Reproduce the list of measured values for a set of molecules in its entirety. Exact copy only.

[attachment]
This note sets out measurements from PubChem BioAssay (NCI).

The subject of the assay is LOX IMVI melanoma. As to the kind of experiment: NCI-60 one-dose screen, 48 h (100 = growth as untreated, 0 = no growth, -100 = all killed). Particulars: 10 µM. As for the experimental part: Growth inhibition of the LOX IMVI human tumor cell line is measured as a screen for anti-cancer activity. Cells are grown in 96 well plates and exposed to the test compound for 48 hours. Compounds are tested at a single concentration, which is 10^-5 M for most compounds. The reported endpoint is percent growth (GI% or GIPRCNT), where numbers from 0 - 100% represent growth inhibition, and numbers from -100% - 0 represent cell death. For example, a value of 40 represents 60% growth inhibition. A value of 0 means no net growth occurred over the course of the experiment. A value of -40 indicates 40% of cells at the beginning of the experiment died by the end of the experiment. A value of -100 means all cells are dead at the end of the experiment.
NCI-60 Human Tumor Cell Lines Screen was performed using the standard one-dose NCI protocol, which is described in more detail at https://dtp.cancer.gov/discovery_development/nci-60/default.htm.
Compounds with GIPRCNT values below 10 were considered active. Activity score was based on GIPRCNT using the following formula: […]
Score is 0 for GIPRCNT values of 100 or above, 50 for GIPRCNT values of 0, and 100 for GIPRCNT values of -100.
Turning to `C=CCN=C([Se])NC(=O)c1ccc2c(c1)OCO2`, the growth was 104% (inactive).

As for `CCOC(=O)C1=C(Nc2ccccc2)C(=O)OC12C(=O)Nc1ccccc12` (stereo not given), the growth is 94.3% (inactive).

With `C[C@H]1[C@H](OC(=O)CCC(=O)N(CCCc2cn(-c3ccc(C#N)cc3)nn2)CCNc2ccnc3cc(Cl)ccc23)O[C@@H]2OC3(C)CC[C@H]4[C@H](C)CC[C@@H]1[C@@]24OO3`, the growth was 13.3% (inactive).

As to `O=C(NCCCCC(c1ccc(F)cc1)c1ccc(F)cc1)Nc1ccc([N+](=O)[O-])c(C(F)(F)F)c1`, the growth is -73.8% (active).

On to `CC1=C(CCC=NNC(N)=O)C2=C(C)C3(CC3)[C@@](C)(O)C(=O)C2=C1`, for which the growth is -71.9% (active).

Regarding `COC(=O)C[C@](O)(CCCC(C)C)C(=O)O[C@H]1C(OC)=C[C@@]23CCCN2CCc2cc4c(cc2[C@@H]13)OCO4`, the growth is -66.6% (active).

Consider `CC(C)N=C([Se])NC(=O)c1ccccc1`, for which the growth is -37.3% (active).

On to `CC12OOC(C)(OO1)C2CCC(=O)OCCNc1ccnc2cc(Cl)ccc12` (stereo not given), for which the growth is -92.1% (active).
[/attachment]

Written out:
This note sets out measurements from PubChem BioAssay (NCI).

The subject of the assay is LOX IMVI melanoma. As to the kind of experiment: NCI-60 one-dose screen, 48 h (100 = growth as untreated, 0 = no growth, -100 = all killed). Particulars: 10 µM. As for the experimental part: Growth inhibition of the LOX IMVI human tumor cell line is measured as a screen for anti-cancer activity. Cells are grown in 96 well plates and exposed to the test compound for 48 hours. Compounds are tested at a single concentration, which is 10^-5 M for most compounds. The reported endpoint is percent growth (GI% or GIPRCNT), where numbers from 0 - 100% represent growth inhibition, and numbers from -100% - 0 represent cell death. For example, a value of 40 represents 60% growth inhibition. A value of 0 means no net growth occurred over the course of the experiment. A value of -40 indicates 40% of cells at the beginning of the experiment died by the end of the experiment. A value of -100 means all cells are dead at the end of the experiment.
NCI-60 Human Tumor Cell Lines Screen was performed using the standard one-dose NCI protocol, which is described in more detail at https://dtp.cancer.gov/discovery_development/nci-60/default.htm.
Compounds with GIPRCNT values below 10 were considered active. Activity score was based on GIPRCNT using the following formula: […]
Score is 0 for GIPRCNT values of 100 or above, 50 for GIPRCNT values of 0, and 100 for GIPRCNT values of -100.
Turning to `C=CCN=C([Se])NC(=O)c1ccc2c(c1)OCO2`, the growth was 104% (inactive).

As for `CCOC(=O)C1=C(Nc2ccccc2)C(=O)OC12C(=O)Nc1ccccc12` (stereo not given), the growth is 94.3% (inactive).

With `C[C@H]1[C@H](OC(=O)CCC(=O)N(CCCc2cn(-c3ccc(C#N)cc3)nn2)CCNc2ccnc3cc(Cl)ccc23)O[C@@H]2OC3(C)CC[C@H]4[C@H](C)CC[C@@H]1[C@@]24OO3`, the growth was 13.3% (inactive).

As to `O=C(NCCCCC(c1ccc(F)cc1)c1ccc(F)cc1)Nc1ccc([N+](=O)[O-])c(C(F)(F)F)c1`, the growth is -73.8% (active).

On to `CC1=C(CCC=NNC(N)=O)C2=C(C)C3(CC3)[C@@](C)(O)C(=O)C2=C1`, for which the growth is -71.9% (active).

Regarding `COC(=O)C[C@](O)(CCCC(C)C)C(=O)O[C@H]1C(OC)=C[C@@]23CCCN2CCc2cc4c(cc2[C@@H]13)OCO4`, the growth is -66.6% (active).

Consider `CC(C)N=C([Se])NC(=O)c1ccccc1`, for which the growth is -37.3% (active).

On to `CC12OOC(C)(OO1)C2CCC(=O)OCCNc1ccnc2cc(Cl)ccc12` (stereo not given), for which the growth is -92.1% (active).